By John Gruber
Atoms are the world’s first shoes to come in quarter sizes. Experience them today at Atoms.com.
Here’s the situation facing Nokia’s new CEO, Stephen Elop:
Nokia needs to settle on one software platform for mobile devices, very soon.
None of their Symbian-based stuff should be the choice.
The only other thing they have in-house is MeeGo.
It’s too late for them to start over from scratch, and I don’t think they have the software chops to do so even if they did have time.
So it’s either MeeGo, or something from outside the company. The top two choices: Android and Windows Phone 7. Given that Elop comes to Nokia from Microsoft has led some to wonder whether they’ll go with Windows Phone 7.
Nokia’s problem — and I’ve heard this same story from at least half a dozen former and present Nokia employees who read DF — is that their handset business is fundamentally based around hardware teams. When they decide to make a phone, they put together a hardware team for that model, and that team makes all decisions. That’s why they have no cohesive software strategy. Nokia sees software as one component in a hardware-based view of the industry. Here’s a description from an email sent to me by a former Nokia software engineer:
Here’s the problem: Hardware Rules at Nokia. The software is written by the software groups inside of Nokia, and it is then given to the hardware group, which gets to decide what software goes on the device, and the environment in which it runs. All schedules are driven by the hardware timelines. It was not uncommon for us to give them code that ran perfectly by their own test, only to have them do things like reduce the available memory for the software to 25% the specified allocation, and then point the finger back at software when things failed in the field.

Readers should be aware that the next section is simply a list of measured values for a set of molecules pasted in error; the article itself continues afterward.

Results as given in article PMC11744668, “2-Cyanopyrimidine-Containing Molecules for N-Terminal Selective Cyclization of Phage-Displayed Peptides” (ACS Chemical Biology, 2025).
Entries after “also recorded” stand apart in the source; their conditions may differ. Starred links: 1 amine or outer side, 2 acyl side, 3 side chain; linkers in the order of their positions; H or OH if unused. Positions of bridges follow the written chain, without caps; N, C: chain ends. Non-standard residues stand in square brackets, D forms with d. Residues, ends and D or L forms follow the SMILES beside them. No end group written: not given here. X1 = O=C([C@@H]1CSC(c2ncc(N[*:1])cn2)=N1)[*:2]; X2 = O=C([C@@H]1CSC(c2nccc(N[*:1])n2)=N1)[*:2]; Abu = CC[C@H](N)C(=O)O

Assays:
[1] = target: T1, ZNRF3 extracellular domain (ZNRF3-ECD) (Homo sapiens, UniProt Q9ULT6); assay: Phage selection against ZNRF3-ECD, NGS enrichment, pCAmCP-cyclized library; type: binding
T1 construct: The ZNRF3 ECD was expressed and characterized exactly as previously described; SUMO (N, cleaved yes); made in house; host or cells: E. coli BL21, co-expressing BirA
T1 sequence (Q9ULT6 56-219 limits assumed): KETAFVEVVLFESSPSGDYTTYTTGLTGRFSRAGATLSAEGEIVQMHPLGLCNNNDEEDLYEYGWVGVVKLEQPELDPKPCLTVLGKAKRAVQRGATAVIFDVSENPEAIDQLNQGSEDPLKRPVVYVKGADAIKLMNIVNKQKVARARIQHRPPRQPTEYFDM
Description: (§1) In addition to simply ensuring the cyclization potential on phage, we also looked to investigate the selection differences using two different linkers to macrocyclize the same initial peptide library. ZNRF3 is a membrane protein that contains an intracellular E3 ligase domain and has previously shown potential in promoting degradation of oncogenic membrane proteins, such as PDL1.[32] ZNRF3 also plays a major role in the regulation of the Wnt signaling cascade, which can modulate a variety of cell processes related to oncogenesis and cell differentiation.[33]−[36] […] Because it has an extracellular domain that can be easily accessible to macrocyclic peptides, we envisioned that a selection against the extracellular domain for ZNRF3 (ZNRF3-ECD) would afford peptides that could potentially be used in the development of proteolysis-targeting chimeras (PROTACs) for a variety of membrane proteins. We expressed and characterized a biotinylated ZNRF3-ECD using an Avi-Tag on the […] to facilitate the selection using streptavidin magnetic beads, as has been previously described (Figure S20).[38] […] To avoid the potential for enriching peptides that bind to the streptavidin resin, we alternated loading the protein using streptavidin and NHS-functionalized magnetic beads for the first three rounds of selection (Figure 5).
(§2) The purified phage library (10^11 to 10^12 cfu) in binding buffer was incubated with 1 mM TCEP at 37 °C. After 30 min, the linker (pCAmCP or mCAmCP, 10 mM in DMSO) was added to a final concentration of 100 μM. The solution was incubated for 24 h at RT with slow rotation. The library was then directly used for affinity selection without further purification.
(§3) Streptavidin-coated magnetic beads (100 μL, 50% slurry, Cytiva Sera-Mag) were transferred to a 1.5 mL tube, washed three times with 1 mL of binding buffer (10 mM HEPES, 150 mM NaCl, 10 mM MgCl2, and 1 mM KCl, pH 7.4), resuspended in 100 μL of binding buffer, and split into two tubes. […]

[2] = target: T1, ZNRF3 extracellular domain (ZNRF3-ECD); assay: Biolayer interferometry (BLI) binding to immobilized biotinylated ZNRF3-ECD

In addition, I read their “competitive analysis” of the iPhone. It was a short powerpoint deck that proceeded to lay out all of the reasons why Nokia did not have to change what they were doing at all. They even included “developer annoyance at the App Store submission process” as a reason why the iPhone would ultimately fail (this was around the time that the 3GS was released, so they had no excuse).
Bottom Line: Nokia is a hardware company that hates software.
Bringing in an executive from a pure-software company like Microsoft may well be the smartest thing the Nokia board could have done. Judging by some of the stories coming out of Nokia World this week, though, it seems as though the message hasn’t yet worked its way through the ranks. E.g., “Nokia Expects Hardware Design to Attract Smartphone Customers”:
Leading handset maker Nokia, which has struggled against competitors in the smartphone segment expects hardware design to play an important role in attracting smartphone customers.
Marko Ahtisaari, Company’s design strategy director expressed that the smartphone is now attracting user beyond tech-savvy software enthusiasts who want to express their personality with a unique and good-looking device and thus the hardware design will be important in the segment.
Sure, that’s the ticket.
None of Nokia’s options seem appealing, though. Symbian is crufty and has no legs. MeeGo isn’t ready, and has the whiff of vaporware. But going with Android or Windows Phone 7 reduces Nokia to the role of a commodity OEM, a peer not to Apple or RIM but rather merely to companies like HTC and LG. Nokia needs a platform that makes people want to buy a “Nokia phone”, not an “Android phone” or “Windows phone”.
It’s not that hardware isn’t important. But everything starts with the software platform.